• Review: Burnout CRASH!
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09.27.11

Review: Burnout CRASH!

Ever since we've been racing cars, we've had a strange fascination with watching them crash. We tune into uneventful races; we watch them for several minutes, hoping to catch some kind of destructive spectacle. We want to see some chaos introduced into the semblance of order that's been inflicted on our lives and our world. Most of us seek that out in ways that don't affect us directly: on television, in music, in summer blockbusters, and in our games.

The Burnout series brought that desire to the forefront. The ability to drive, flip, and wreck all sorts of vehicles beautifully satiated the urge for chaos. Combining realistic-enough graphics and a blinding sense of speed, Burnout kept the player focused on a primary goal while also rewarding them for taking risks. Near-misses, driving in the wrong lane, and excessive drifting were all rewarded, resulting more often than not in total destruction.

The key was that the destruction is never guaranteed. There was always the chance that you would pull off a number of risky moves and come out all right. That order was something to aspire to—our lawful, loving, aware self. But it doesn't take long for us to sabotage that aspiration. In those moments, when our experience veers from the virtuous norm, we find ourselves delighted: at the carnage, at collision, at the act of uncontrollable flight.

The new downloadable Burnout CRASH!—with its single focus, and its exclamation-mark sensibility—means to satisfy something natural and restrained within us, giving us permission to unleash our fury on the unsuspecting public. The game gives us the perfect overhead view, for a strategic perspective, and asks that we drive straight into traffic. With a single button, we explode, and we aim ourselves at various cars and buildings. The city exists to consume our wrath—not to dissuade it.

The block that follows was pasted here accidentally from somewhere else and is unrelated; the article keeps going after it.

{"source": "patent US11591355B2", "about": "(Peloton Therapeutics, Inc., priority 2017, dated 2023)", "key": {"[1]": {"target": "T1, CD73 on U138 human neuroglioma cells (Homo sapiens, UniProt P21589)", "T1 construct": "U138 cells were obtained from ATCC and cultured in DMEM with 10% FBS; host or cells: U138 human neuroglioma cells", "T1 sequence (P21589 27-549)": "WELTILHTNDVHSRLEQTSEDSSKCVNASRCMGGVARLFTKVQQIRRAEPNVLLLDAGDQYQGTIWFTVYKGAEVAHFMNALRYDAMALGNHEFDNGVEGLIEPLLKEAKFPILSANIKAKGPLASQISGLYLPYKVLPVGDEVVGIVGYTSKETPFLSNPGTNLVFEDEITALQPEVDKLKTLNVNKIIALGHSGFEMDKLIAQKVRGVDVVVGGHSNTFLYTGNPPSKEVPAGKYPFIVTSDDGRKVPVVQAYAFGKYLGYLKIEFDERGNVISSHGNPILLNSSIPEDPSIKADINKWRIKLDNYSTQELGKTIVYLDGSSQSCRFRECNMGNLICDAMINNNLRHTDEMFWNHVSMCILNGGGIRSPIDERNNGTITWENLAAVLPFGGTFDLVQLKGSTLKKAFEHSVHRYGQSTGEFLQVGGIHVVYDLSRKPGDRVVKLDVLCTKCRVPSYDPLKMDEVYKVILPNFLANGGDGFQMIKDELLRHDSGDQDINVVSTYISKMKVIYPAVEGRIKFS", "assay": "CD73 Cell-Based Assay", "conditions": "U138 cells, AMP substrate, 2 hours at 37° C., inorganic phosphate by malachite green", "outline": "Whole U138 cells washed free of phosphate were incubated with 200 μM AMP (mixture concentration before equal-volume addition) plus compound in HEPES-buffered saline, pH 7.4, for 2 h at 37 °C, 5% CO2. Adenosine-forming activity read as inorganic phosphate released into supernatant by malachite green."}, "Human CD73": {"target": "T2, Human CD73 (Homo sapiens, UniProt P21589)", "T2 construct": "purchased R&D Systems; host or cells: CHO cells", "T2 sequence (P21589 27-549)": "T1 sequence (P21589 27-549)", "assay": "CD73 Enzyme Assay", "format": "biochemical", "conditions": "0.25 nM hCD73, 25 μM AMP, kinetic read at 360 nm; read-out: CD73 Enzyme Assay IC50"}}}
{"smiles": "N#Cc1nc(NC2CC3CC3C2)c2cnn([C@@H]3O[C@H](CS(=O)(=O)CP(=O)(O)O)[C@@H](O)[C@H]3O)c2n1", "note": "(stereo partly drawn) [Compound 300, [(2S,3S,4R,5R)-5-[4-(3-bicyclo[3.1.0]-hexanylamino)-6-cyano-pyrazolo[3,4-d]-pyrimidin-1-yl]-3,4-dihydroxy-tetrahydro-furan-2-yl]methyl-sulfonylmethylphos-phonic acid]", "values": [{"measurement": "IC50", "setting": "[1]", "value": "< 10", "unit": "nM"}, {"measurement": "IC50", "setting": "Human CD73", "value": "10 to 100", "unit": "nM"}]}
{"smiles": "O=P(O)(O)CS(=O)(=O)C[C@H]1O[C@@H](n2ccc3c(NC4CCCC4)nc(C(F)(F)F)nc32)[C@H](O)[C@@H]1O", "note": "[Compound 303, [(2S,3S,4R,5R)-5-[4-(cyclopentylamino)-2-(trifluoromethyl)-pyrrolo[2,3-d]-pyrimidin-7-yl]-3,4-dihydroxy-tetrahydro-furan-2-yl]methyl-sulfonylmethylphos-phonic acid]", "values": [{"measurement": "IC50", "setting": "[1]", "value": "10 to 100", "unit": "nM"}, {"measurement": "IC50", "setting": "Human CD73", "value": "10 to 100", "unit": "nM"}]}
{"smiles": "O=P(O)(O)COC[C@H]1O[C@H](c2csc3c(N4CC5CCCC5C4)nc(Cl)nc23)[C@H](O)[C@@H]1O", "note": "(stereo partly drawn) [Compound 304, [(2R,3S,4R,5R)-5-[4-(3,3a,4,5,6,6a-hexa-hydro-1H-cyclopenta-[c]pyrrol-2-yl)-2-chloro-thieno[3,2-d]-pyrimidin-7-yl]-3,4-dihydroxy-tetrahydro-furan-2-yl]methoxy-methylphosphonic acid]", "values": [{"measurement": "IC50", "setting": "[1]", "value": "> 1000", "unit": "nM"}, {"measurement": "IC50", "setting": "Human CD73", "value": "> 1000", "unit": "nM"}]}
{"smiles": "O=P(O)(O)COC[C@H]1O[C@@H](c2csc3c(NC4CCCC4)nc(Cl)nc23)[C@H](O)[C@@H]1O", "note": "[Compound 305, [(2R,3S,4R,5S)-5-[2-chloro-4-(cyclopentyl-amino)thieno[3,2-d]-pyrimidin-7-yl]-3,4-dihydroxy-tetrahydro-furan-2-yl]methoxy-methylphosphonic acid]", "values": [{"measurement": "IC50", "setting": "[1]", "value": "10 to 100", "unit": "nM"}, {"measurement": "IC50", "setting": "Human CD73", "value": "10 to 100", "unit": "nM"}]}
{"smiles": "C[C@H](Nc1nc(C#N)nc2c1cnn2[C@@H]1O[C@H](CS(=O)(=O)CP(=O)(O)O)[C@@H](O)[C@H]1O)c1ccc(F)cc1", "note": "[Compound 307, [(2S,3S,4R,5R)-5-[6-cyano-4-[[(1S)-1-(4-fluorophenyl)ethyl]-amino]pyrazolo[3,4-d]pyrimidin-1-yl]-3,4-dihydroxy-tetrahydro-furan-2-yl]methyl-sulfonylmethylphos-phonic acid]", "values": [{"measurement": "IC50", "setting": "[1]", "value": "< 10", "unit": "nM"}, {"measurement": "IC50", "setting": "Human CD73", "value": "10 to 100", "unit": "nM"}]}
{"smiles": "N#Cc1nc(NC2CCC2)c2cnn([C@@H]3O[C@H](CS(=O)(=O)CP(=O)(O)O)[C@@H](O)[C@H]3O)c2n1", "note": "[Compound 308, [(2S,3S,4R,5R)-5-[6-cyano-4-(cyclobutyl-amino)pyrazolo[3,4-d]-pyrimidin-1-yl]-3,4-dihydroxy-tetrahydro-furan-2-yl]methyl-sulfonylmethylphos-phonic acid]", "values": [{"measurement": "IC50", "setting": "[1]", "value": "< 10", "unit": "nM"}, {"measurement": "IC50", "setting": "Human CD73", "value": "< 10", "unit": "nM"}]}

"Whoa, dude, that crash was radical!"

Still, this excitement doesn't last long, because the crash—and the game—lasts forever: 18 intersections, each with three game modes to play through over and over, like some kind of cute Groundhog Day. It's so unbearably clear that the game world exists for us to act on our destructive tendencies, that the whole thing starts to seem just a little too permissible. This stale non-rebellion is driven home by the constant, pushy announcer who does everything he can to cheer on your own obsession with wrecking everything in your path. Just as things are getting fun, this guy feels the need to say some weirdly stereotypical thing in some bad accent—he's pretending to be a southern hillbilly, a surfer dude, an Italian. This guy has the potential to be the last straw.

So here you are: your dreams are realized. You've cast off all restraints, social and cultural norms. You've bent them to your will, and you've been given a place to do whatever you want with the vehicle of your choice. The rules in this universe were meant to be broken, smashed, and burned. As you crash into the side of a minivan, with a satisfying thud, find yourself floating upward, looking down on your car (it looks so tiny from up here) and time begins to slow. After watching the same crash in slow motion for seven hours, the satisfying thud morphs into a sickening one. The guy in the minivan gets out, looks up at you, flashes you a smile, and says "Whoa, dude, that crash was radical!"

You're not sure—you wouldn't call it fun, necessarily. But at least it was something.